News & Politics

Salem Media Sues Illinois Gov. J.B. Pritzker for Banning Veteran Radio Host from COVID-19 Briefings

Illinois Gov. J.B. Pritzker speaks at a state Capitol news conference Wednesday, Jan. 23, 2019, in Springfield, Ill., as state Treasurer Michael Frerichs looks on. The Democratic Illinois state officials are offering $100 million in low-interest or interest-free loans to federal workers going without paychecks during a record 33-day government shutdown. (AP Photo/John O'Connor)

Veteran journalist Amy Jacobson filed a lawsuit on Monday, alleging that Illinois Gov. J.B. Pritzker banned her from his COVID-19 briefings in retaliation after she broke the story that the governor’s family had violated his stay-at-home order to travel to their equestrian estate in Wisconsin. Salem Media, PJ Media’s parent company, is also a plaintiff in the lawsuit.

Jacobson, an award-winning journalist, has worked in television and radio across the country for more than 25 years. She has hosted the morning show on Salem Media’s Chicago station, AM 560 “The Answer,” for more than a decade.

Salem Media of Illinois, LLC v. Pritzker, filed on June 1 in the U.S. District Court for the Northern District of Illinois, alleges that Pritzker violated Jacobson’s First Amendment rights and charges him with “[r]etaliating against a journalist and her news organization based on her editorial stances and tough questions, preventing her from speaking or asking questions in press conferences and gaggles.”

Liberty Justice Center (LJC), a public interest law firm that won the 2018 Supreme Court case Janus v. AFSCME, is representing Jacobson and Salem Media.

The lawsuit claims, “After she consistently pushed for transparency and accountability from Illinois Governor J.B. Pritzker during his press conferences in recent weeks, particularly asking fair but strong questions about the First Family, he struck back by revoking her press credentials,” a move that is “blatantly unconstitutional.”

Pritzker defended the move by saying she has an “extreme position” on reopening Illinois and is therefore “not a reporter.” He cited the fact that she had spoken at a “Re-open Illinois” event opposing the governor’s COVID-19 policies. “She represents a talk show that has a particular point of view, we allowed her to ask questions because once upon a time she was a reporter, but she proved that she is no longer a reporter,” Pritzker told reporters. His press office sent Jacobson an email informing her she would no longer be welcome at the press briefings.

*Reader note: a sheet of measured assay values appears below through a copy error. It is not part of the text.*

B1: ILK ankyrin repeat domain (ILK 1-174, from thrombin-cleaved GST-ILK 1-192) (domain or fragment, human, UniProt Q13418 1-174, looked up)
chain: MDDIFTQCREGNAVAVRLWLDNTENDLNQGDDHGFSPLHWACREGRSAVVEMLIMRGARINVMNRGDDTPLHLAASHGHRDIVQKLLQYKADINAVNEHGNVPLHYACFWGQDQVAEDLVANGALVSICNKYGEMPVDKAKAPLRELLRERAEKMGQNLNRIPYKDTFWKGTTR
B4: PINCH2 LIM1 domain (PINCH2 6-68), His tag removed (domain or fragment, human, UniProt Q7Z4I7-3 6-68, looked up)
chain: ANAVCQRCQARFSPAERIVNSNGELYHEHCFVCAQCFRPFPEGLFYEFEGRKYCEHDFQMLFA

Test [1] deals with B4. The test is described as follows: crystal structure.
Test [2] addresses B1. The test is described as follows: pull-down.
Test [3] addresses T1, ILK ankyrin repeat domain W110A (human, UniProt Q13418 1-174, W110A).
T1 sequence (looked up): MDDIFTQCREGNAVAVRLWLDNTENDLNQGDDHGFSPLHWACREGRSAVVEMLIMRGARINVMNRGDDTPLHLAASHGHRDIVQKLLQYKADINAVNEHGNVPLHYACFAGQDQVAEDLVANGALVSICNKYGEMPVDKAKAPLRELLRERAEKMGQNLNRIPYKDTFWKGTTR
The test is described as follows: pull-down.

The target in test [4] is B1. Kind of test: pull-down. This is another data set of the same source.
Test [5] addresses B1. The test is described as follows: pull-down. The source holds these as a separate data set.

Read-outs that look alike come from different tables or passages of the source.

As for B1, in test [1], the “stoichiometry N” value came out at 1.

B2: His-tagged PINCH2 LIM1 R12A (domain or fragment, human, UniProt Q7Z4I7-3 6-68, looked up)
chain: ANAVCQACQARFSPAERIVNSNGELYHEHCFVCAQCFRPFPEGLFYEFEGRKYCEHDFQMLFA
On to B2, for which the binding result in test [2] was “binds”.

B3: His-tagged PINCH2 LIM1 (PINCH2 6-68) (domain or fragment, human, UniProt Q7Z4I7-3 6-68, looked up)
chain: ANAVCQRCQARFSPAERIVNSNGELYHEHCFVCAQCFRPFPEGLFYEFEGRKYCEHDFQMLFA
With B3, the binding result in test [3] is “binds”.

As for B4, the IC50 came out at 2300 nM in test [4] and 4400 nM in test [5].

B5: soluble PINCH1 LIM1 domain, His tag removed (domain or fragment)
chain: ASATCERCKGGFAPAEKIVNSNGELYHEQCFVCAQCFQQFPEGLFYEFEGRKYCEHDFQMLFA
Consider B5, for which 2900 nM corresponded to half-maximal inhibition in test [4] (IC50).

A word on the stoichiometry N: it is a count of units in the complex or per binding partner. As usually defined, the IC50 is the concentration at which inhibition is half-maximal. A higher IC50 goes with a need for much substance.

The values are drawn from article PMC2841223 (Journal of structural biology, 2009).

Jacobson explicitly and unequivocally condemned the Nazi signs referenced in the email.

The lawsuit points out that “Numerous other journalists who retain their press passes from the Governor’s office also provide opinion and commentary on public events, which shows that the revocation of Jacobson’s pass is either pretextual or content-based retaliation and viewpoint discrimination (or both).”

LJC explained in a press release that Jacobson had been attending Pritzker’s daily coronavirus briefings since April, and while some reporters “have used the daily briefings to ask softball questions, such as how the governor is holding up,” Jacobson “has asked notably tough questions.”

“Ultimately,” LJC said, “she was banned from attending the briefings and asking questions after holding the governor accountable.”

Jacobson’s attorneys provided a timeline of events leading up to Pritzker banning Jacobson from the briefings:

  • On May 14, she asked about the Governor’s furlough of over 1,000 prisoners during the pandemic, including 64 convicted murderers.